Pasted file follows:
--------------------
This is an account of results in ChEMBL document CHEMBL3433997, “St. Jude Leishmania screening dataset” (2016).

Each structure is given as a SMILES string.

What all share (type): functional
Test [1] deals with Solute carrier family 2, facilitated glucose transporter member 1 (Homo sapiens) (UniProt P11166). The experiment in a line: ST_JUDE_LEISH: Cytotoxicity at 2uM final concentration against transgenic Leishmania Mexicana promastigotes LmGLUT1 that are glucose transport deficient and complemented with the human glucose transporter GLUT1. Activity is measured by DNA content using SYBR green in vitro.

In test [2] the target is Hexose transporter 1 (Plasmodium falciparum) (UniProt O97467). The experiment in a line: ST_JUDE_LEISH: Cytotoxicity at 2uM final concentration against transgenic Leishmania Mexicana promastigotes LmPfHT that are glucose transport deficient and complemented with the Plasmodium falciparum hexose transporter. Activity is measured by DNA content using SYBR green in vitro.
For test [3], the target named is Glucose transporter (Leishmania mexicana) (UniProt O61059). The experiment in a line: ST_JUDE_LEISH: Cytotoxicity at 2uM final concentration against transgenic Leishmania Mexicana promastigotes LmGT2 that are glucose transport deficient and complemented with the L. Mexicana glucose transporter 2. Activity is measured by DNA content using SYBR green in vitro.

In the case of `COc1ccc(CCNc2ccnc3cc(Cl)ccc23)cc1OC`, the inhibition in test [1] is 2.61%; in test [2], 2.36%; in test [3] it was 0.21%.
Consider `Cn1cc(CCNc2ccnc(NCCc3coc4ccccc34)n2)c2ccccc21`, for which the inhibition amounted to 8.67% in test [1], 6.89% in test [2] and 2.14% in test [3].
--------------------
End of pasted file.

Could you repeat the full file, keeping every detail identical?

This is an account of results in ChEMBL document CHEMBL3433997, “St. Jude Leishmania screening dataset” (2016).

Each structure is given as a SMILES string.

What all share (type): functional
Test [1] deals with Solute carrier family 2, facilitated glucose transporter member 1 (Homo sapiens) (UniProt P11166). The experiment in a line: ST_JUDE_LEISH: Cytotoxicity at 2uM final concentration against transgenic Leishmania Mexicana promastigotes LmGLUT1 that are glucose transport deficient and complemented with the human glucose transporter GLUT1. Activity is measured by DNA content using SYBR green in vitro.

In test [2] the target is Hexose transporter 1 (Plasmodium falciparum) (UniProt O97467). The experiment in a line: ST_JUDE_LEISH: Cytotoxicity at 2uM final concentration against transgenic Leishmania Mexicana promastigotes LmPfHT that are glucose transport deficient and complemented with the Plasmodium falciparum hexose transporter. Activity is measured by DNA content using SYBR green in vitro.
For test [3], the target named is Glucose transporter (Leishmania mexicana) (UniProt O61059). The experiment in a line: ST_JUDE_LEISH: Cytotoxicity at 2uM final concentration against transgenic Leishmania Mexicana promastigotes LmGT2 that are glucose transport deficient and complemented with the L. Mexicana glucose transporter 2. Activity is measured by DNA content using SYBR green in vitro.

In the case of `COc1ccc(CCNc2ccnc3cc(Cl)ccc23)cc1OC`, the inhibition in test [1] is 2.61%; in test [2], 2.36%; in test [3] it was 0.21%.
Consider `Cn1cc(CCNc2ccnc(NCCc3coc4ccccc34)n2)c2ccccc21`, for which the inhibition amounted to 8.67% in test [1], 6.89% in test [2] and 2.14% in test [3].